B) Hardware (needs more work)

    Graphics card
    All Nvidia GPU's supported from OS X or Nvidia web drivers. As you don't see the boot screen till Nvidia drivers are loaded you can use a vanilla PC Nvidia card, doesn't matter. AFAIK MVC has developed but not yet released a special eGPU EFI which can deliver boot screens.

    Thunderbolt to PCI Express adapter

    - When I began my first eGPU the only affordable adapter was the PE4L (PCIE-expresscard): http://www.hwtools.net/Adapter/PE4L V2.1.html together with Sonnet Echo ExpressCard Pro http://www.sonnettech.com/product/echoexpresscard34thunderbolt.html You get an i/o speed around 400 MiB/s because of the restraints of PCIE expresscard. Enough for Desktop/2D, playing HD-movies via iTunes @1440p, and games @1'080p, maybe also 1440p (never tried).

    This is possible because Nvidia drivers enable PCI-e compression. At least with only PCI-E 2.0 x1 you can get 65% - 80% of the performance of PCI-E 2.0 x16: http://www.computerbase.de/2011-08/test-grafikkarten-mit-pcie/4/

    PCI-Express Scaling: https://www.techpowerup.com/reviews/NVIDIA/GTX_980_PCI-Express_Scaling/

    - My second adapter was the board of the ThunderTek/PX (Thunderbolt 1): http://www.firmtek.com/seritek/thundertek/chassis.php As it delivers only 25 Watt to the graphics card you have to connect a powered riser cable with capacitor between graphics card and Thundertek/PX:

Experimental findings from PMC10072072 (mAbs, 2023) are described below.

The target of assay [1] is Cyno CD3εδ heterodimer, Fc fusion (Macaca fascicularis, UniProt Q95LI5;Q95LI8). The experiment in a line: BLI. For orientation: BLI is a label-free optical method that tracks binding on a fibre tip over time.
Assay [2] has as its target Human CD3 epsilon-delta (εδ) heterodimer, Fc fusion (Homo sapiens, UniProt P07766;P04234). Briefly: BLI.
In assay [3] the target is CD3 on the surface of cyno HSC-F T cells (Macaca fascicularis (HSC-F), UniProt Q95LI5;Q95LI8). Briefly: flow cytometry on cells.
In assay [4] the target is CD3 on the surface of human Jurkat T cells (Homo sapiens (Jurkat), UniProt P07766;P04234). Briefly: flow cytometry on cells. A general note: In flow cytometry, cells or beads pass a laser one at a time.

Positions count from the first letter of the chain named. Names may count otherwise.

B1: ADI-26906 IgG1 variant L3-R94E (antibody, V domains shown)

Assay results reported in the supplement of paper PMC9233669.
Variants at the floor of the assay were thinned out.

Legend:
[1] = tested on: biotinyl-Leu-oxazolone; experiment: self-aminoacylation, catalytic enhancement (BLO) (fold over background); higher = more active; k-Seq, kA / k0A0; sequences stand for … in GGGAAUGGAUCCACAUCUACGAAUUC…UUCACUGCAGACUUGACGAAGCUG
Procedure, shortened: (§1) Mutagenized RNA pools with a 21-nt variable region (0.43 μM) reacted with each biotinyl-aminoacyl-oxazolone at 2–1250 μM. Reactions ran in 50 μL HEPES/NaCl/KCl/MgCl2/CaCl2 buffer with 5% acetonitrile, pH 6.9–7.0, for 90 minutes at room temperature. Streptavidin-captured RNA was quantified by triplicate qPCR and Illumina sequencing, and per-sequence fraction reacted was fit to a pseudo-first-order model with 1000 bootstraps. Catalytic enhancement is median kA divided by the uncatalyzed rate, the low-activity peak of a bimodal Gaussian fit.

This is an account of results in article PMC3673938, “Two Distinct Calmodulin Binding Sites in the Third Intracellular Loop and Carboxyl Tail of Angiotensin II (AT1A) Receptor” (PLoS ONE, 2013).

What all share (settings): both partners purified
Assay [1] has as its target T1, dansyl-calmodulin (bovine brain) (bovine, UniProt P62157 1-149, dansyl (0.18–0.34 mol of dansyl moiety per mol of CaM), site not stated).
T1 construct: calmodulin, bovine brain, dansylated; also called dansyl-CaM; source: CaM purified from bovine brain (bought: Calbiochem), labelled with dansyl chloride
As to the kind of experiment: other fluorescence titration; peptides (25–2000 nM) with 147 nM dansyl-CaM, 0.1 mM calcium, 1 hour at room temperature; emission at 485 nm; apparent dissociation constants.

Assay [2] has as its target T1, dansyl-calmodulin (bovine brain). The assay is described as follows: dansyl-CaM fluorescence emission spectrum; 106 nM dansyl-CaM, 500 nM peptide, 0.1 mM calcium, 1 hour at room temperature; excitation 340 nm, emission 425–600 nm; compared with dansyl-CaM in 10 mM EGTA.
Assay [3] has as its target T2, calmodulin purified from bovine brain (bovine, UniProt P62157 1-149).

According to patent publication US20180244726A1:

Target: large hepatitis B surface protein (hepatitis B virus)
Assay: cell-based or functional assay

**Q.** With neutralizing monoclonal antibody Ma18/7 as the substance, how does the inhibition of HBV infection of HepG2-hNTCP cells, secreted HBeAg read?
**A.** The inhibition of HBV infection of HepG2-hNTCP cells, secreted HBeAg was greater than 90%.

aaaa.jpg

    You get an i/o speed around 800 MiB/s. Enough for all applications, even at 4K displays.

    - Best solution now is the board of the Akitio Thunder2 PCIe Box (Thunderbolt 2, compatible to Thunderbolt 1): http://www.akitio.com/accessories/thunder2-pcie-box You get around 1'400 MiB/s, and lose ~3% of the performance compared to same graphics card connected to internal PCIE x16 in cMP.

    PSU
    An ATX-PSU appropriate for the graphics card (with PCI E 6 and 8 pin connectors)

    Powered riser
    A powered riser with capacitor provides 75W to the GPU and also enough power to the Thundertek/PX or AKiTiO board, you don't need the Thundertek/PX or AKiTiO's power adapter at all. http://www.ebay.com/itm/24cm-PCI-E-...512?pt=LH_DefaultDomain_0&hash=item2a385e3908

    SWEX
    To put the ATX PSU into operation: http://www.hwtools.net/Accessory/SWEX.html

    Case
    I recommend an Elite 130 ATX case. You have all parts in one enclosure which is under the table and no one see's it. The Mac Mini on the table is connected to the eGPU via a 2m Thunderbolt cable.

    If you use a PCI-E riser cable you eventually have to drill an opening into the ground of the case: http://lab501.net/egpu-connecting-external-video-card-notebook-diy-implementation/all/1/


    Some pics: http://forums.macrumors.com/attachments/img_0386-jpg.537343/ and http://forums.macrumors.com/attachments/box-1-png.530866/ and http://forums.macrumors.com/attachments/gtx-770-mac-mini-png.530868/


    This is not a complete and conclusive guidance. I am open to suggestions and ideas.


    My opinion
    Macs with iGPU HD 4000 or other weak GPU's benefit the most from eGPU. For example with my GTX 770 OpenGL (Unigine Heaven, setting extreme) performance is around 1250% faster than the internal Intel HD 4000 of the Mac Mini 2012. And this was with my first weaker PE4L adapter. Also having CUDA. Smooth like an internal graphics card: http://forums.macrumors.com/threads/diy-egpu-for-mac-mini-2012-osx.1772495/page-2#post-20735233

    GTX 770 Mac Mini.png